Navigating the poles of Free Will and Determinism with Wisdom

Much political life plays out between the poles of Free Will and Determinism. This is an attempt to specify with some exactitude the means by which Wisdom, as defined below, might be used to navigate the wide sendukha between those hypothetical extremes.

Before embarking on the discussion proper, we require a working understanding of free will and wisdom. I would also recognise, as a matter of course, that not all determinists, and not all believers in free will, believe in the same thing. Both beliefs admits of different forms and extent.
For example, some determinists take the extreme perspective of absolute predestination (clockwork universe), while other determinists might say, for example, that the essential predestination of all things is incomprehensible to the normal human faculties, so that it makes little difference what we believe.

The example of Mikhail Bakunin's freely federated communes also come to mind, as a kind of hypothetical exercise in political organisation. Bakunin was an anti-theologist whose anarchism influenced the Russian Revolution, among other things: I interpret Bakunin to suggest that the determinism of the individual is set against the determinism of the State, and then the individual is set as against his own determinism. I'll not take him at face value, and expand the gradations of determinism over the whole space, so that the space between the absolute anarchy of Free Will [of the individual] and Determinism [of the Apex God] admits of possibly infinite gradations.

In the first place, any categorisation must efface some nuance. The job of the categoriser is to fashion his categorisations such as to shed some light on the various political forces at play.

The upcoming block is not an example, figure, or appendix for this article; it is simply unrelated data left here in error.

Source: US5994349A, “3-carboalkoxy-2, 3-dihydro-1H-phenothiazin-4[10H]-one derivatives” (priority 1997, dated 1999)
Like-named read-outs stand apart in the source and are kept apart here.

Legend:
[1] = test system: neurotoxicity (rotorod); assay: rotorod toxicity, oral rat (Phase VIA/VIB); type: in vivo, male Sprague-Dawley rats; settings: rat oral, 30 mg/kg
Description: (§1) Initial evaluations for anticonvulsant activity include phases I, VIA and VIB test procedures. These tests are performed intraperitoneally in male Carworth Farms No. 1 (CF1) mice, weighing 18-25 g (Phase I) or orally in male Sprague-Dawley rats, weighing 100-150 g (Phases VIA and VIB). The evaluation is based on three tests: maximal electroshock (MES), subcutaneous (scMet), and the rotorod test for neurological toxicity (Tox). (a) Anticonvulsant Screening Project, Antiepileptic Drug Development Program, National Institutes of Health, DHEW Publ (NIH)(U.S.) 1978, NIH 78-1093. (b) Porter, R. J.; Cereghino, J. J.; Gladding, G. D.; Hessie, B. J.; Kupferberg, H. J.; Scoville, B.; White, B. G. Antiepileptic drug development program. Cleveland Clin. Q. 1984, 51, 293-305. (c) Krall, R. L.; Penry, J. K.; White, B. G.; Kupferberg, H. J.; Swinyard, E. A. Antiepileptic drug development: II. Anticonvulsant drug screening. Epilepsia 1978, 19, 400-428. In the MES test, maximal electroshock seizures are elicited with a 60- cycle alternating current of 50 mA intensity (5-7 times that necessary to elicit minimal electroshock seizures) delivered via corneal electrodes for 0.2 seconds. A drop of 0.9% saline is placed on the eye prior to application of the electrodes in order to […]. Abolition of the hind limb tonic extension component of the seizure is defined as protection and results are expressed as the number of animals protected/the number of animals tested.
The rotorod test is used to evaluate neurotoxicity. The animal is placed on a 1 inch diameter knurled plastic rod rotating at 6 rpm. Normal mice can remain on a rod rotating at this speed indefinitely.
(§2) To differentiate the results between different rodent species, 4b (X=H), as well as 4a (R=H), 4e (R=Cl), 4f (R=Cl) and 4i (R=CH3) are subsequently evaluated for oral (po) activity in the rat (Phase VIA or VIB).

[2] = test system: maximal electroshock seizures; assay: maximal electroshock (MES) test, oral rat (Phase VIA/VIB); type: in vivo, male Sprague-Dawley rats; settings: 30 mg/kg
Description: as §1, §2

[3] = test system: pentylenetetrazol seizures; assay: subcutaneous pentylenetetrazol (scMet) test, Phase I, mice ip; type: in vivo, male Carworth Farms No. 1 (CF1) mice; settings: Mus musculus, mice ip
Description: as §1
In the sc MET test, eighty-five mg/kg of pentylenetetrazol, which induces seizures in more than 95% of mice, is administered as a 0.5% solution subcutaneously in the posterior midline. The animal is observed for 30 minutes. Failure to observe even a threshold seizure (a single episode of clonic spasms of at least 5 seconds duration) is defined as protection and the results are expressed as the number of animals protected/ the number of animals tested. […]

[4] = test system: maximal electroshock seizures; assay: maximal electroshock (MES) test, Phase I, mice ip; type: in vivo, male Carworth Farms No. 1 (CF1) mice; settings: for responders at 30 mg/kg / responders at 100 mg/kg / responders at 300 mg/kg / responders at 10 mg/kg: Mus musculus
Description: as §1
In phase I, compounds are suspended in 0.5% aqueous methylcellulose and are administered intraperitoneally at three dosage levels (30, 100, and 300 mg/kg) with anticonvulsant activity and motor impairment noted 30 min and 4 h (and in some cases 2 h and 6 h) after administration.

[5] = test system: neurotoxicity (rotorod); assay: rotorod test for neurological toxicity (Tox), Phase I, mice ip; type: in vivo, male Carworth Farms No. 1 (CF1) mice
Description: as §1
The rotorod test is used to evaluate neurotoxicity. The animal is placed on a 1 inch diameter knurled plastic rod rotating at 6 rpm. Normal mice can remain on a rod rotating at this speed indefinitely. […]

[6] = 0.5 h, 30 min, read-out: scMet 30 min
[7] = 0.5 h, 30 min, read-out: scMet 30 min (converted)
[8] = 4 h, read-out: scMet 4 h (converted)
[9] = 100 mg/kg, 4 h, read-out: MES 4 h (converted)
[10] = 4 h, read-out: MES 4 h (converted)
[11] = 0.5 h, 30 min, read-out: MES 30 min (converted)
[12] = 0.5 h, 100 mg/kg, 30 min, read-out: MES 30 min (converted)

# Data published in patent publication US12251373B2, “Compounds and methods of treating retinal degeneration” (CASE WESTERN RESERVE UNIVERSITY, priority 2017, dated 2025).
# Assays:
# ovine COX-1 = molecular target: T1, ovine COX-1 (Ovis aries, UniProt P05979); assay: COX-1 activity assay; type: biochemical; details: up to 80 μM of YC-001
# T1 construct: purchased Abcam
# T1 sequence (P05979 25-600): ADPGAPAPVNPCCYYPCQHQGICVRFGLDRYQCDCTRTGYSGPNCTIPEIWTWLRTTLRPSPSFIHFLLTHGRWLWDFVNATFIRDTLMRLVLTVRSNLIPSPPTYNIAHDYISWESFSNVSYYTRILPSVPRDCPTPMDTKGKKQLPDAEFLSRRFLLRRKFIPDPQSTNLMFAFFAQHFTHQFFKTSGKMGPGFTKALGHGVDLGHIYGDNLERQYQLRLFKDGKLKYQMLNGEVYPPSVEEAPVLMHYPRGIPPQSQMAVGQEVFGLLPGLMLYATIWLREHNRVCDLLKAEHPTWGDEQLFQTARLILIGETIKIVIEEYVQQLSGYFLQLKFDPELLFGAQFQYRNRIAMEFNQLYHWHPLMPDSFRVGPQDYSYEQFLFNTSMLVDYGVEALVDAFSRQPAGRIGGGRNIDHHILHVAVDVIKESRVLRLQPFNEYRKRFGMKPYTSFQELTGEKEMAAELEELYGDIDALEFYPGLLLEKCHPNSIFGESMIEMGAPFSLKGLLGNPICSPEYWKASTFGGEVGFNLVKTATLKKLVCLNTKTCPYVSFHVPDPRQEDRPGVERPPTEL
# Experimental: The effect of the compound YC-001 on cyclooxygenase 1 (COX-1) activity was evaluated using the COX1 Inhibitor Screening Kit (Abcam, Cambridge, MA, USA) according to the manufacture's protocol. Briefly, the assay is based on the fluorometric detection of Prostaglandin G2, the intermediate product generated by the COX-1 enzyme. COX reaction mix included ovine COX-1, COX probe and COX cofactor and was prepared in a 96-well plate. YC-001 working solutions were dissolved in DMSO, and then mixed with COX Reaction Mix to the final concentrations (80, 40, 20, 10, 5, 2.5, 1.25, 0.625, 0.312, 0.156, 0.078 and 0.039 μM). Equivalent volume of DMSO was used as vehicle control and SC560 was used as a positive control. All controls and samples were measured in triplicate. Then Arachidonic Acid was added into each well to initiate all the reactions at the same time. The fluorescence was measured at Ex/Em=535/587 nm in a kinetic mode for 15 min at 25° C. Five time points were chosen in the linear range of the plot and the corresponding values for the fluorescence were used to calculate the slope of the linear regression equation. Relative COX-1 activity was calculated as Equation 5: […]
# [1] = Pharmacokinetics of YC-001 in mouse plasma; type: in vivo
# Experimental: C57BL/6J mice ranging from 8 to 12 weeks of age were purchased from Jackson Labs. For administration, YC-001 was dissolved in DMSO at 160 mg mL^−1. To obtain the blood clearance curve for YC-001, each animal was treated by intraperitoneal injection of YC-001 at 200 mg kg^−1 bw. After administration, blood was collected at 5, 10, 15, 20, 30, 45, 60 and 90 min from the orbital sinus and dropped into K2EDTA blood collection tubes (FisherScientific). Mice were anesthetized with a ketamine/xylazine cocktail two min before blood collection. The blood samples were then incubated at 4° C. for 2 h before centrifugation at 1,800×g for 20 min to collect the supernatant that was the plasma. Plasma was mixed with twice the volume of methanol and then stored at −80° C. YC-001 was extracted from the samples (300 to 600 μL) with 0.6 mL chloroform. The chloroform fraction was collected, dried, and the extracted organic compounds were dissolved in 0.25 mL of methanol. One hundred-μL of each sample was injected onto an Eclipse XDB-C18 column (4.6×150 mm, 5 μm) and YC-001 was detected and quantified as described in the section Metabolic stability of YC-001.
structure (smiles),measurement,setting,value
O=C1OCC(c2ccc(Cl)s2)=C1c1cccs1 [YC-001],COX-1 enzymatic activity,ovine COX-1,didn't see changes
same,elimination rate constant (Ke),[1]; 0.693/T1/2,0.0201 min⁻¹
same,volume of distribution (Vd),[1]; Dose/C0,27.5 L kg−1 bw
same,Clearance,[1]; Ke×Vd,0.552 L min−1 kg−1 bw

Elsewhere, I have mentioned that wisdom is a sort of practical sense. I must disagree, however controversially, with those who consider that wisdom is some kind of magical “depth” or some ineffably “enlightened” state. Enlightenment is bound to the earth, to base materiality, for it is achieved by some kind of increment in sophistication. The description, "emergent", I treat with some suspicion (although I consider its use, in some cases, indispensable, given the limitations of human understanding). There is only a de minimis space for the doctrine of the mean: wisdom is part experience, part specialised application. Wisdom is the capacity to see essential connections - and, free will being a matter of extent, the greater one’s wisdom the greater capacity for freedom one will have - that is, the greater capacity for undermining the successive gradations of determinisms, unto the Determinism [of the Apex God] at the highest level (this level being a hypothetical abstraction).

It will be difficult to characterise as free he who is caught in the web of manipulation and deception, this web being comprised of some mix of philosophy / ideology. Anyone can see that. Wisdom as a function can be amoral, for it puts the choice in the hand of the individual (or in the hand of the subset of the individual, in the case of schizophrenia).

But not everyone will see that their fundamental beliefs (for every being capable of reflexive thought, of self-consciousness, Heidegger's ζώον λόγον έχον, "animal rationale", Man) are also a matter of socialisation. Independent thought is thus relative (for there is no such thing as complete independence of thought - our very language is public and learned), and so, usage of language puts one "in the system", so to say. In this Max Picard (The World of Silence, pg 32-33) is surely right, despite the many gross leaps of faith he makes in identifying Truth with the Apex God.

Wisdom allows one to see the underlying connections, and thus to become freer in thought to the extent that underlying connections are disclosed and subject to criticism (an act which undermines successive gradations of determinisms).

A determinist may or may not adhere to this conception of wisdom, of course.

Frederick Yann Yorck



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